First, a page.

Can an S corp. own an LLC?

Given the differences between S corporations and LLCs, there may be some situations where it might be beneficial to have an S corporation own an LLC. Is this possible?

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by Belle Wong, J.D.
updated May 11, 2023 ·  3min read

Before opening a new business, you need to decide on the best business structure.

As part of your research, you’ve likely looked at S corp. vs. LLC. For many new business owners, forming an LLC (limited liability company) or registering as an S corporation are the two most popular choices, as there are distinct advantages to each option. After sifting through all the information out there, you may be wondering, is it possible for an S corporation to own an LLC?

Can an S corp. own an LLC?

Is it possible for an S corporation to own an LLC? Yes, an S corporation can own an LLC. In other words, using LLC terminology, an S corp. can become a member of an LLC.

Can an LLC own an S corp.?

The answer to the reverse question—can an LLC own an S corp.—is, in many cases, no. There is one exception, however. If an LLC is a single-member LLC that hasn’t elected to be taxed as a corporation, and if the owner of that single-member LLC is eligible under the strict requirements for ownership of an S corp., then that single-member LLC can have an ownership interest in an S corp.

Different advantages and features: S corp. vs. LLC

S corporations and LLCs share some common characteristics. For example, both are “pass-through” entities that pass through their income to their owners (also known as members). As well, both offer limited liability protection to their owners/members.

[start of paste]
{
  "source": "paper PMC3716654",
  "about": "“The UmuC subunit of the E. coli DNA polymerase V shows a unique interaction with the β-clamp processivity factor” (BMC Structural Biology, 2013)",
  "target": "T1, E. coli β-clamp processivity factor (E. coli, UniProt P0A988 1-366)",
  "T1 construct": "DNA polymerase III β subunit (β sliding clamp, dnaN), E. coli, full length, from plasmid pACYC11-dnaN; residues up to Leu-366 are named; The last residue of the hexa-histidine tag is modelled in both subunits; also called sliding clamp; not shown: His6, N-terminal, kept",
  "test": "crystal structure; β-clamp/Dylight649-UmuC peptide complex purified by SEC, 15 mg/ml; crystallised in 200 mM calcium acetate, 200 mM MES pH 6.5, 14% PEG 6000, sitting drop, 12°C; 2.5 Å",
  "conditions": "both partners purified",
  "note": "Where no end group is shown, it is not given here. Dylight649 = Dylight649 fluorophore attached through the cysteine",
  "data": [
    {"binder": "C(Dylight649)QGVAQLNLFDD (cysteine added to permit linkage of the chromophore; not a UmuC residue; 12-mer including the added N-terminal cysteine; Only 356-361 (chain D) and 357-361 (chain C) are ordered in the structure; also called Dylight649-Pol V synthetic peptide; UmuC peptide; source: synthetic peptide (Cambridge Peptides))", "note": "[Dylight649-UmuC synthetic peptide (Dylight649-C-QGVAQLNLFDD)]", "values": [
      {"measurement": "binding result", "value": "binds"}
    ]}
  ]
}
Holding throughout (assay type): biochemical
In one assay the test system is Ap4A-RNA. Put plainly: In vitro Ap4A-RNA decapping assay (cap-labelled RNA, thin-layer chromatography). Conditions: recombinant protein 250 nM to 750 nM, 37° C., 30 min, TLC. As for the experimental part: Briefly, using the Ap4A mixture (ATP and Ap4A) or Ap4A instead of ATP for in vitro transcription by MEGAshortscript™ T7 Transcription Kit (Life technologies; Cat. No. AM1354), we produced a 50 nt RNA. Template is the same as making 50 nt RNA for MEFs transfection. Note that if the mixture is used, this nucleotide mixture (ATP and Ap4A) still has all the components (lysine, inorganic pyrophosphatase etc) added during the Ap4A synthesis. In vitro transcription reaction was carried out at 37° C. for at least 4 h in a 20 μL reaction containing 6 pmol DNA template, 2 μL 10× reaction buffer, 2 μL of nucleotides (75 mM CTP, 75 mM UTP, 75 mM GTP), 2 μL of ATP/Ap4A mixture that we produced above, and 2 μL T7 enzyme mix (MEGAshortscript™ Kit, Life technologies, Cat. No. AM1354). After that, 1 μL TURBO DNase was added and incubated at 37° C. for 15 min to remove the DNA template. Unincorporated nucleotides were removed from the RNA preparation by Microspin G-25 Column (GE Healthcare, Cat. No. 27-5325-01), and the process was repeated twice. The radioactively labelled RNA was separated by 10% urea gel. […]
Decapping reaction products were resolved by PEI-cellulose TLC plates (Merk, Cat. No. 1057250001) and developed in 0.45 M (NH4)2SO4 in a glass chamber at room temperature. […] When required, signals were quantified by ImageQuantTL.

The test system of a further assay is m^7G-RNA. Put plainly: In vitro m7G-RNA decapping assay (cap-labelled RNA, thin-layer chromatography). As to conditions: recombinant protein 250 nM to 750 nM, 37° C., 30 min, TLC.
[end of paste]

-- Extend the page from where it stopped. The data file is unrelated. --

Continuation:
LLC advantages

Overall, LLCs are easier to form, operate and administer. Unlike S corporations, there’s a lot less documentation required each year, and fewer requirements on who can become a member or the number of members an LLC can have.

While S corporations have strict requirements on ownership, LLC members aren’t restricted in terms of either numbers or citizenship. LLCs can use a profit distribution method that doesn’t correlate to the percentage of each member’s financial investment.

This means the LLC can easily provide a return for members that provide hard work, mentorship, or something other than capital.

Unless an LLC elects treatment as a corporation, it is treated for tax purposes as either a sole proprietor (in the case of the single-member LLC) or as a partnership (in cases where there are multiple members), and income from the LLC is subject to self-employment tax.

S corporation advantages 

S corporations retain many of the benefits of being a corporation—for example, they can issue stock and can be bought or sold—while enjoying a different type of tax treatment. And unlike LLCs, which have a defined lifespan, S corporations are separate corporate entities and exist until they are liquidated by shareholders. This also means they remain relatively unaffected by things like the death of a shareholder or the sale of a shareholder’s shares.

When it comes to tax treatment, an S corp. can pay out its profits both in the form of earned income (that is, salary or wages) and also as distributions to its owners. Note, however, that salaries and wages paid to shareholders must be reasonable in the circumstances.

Why would an S corp. want to own an LLC?

In certain circumstances, it may be advantageous for an S corp. to own or form an LLC in order to take advantage of some of the benefits offered by LLCs. For example, an LLC offers members flexibility when it comes to dividing up profits. If you have a situation where one entity or individual will be contributing sweat equity in addition to capital investment, an LLC allows for a proportioning of profits that take this into account.

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Belle Wong, J.D.

About the Author

Belle Wong, J.D.

Belle Wong, is a freelance writer specializing in small business, personal finance, banking, and tech/SAAS. She spends h… Read more

This portion of the site is for informational purposes only. The content is not legal advice. The statements and opinions are the expression of the author, not LegalZoom, and have not been evaluated by LegalZoom for accuracy, completeness, or changes in the law.